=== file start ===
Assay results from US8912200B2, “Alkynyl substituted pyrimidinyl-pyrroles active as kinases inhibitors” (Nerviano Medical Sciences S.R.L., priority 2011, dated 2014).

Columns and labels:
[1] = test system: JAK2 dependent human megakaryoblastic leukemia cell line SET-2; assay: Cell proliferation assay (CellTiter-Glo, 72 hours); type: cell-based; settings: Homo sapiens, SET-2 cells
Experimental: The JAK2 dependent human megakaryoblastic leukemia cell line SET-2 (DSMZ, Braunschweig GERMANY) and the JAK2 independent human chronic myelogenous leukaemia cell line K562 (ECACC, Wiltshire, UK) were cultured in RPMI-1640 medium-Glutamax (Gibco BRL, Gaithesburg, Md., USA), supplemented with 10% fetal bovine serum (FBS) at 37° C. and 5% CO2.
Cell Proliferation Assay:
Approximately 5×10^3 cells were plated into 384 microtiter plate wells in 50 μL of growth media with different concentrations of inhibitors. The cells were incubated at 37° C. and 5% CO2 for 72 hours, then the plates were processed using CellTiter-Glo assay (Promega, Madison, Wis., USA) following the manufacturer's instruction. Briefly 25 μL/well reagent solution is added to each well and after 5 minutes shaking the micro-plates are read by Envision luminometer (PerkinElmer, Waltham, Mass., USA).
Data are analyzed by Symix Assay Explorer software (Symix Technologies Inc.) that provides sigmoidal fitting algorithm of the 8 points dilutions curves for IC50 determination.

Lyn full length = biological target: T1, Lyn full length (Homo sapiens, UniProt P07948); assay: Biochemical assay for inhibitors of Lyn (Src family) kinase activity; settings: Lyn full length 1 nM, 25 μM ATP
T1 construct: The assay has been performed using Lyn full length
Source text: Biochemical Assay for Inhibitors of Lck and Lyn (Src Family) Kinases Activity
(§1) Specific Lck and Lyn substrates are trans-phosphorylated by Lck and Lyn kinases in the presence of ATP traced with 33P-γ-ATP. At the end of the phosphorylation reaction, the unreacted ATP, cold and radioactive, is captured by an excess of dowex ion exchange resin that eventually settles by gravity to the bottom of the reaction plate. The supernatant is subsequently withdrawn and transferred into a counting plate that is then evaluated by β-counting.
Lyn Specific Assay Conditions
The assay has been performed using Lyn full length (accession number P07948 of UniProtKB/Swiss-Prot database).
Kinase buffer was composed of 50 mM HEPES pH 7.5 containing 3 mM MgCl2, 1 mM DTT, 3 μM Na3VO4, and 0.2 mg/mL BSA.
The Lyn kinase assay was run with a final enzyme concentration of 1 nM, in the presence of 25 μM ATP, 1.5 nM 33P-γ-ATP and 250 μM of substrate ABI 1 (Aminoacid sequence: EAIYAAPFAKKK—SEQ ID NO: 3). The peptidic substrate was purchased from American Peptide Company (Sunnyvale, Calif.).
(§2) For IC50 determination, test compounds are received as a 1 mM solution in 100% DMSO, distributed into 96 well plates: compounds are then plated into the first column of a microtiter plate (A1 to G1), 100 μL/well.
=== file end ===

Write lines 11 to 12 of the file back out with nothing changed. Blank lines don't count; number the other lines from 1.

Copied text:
(§1) Specific Lck and Lyn substrates are trans-phosphorylated by Lck and Lyn kinases in the presence of ATP traced with 33P-γ-ATP. At the end of the phosphorylation reaction, the unreacted ATP, cold and radioactive, is captured by an excess of dowex ion exchange resin that eventually settles by gravity to the bottom of the reaction plate. The supernatant is subsequently withdrawn and transferred into a counting plate that is then evaluated by β-counting.
Lyn Specific Assay Conditions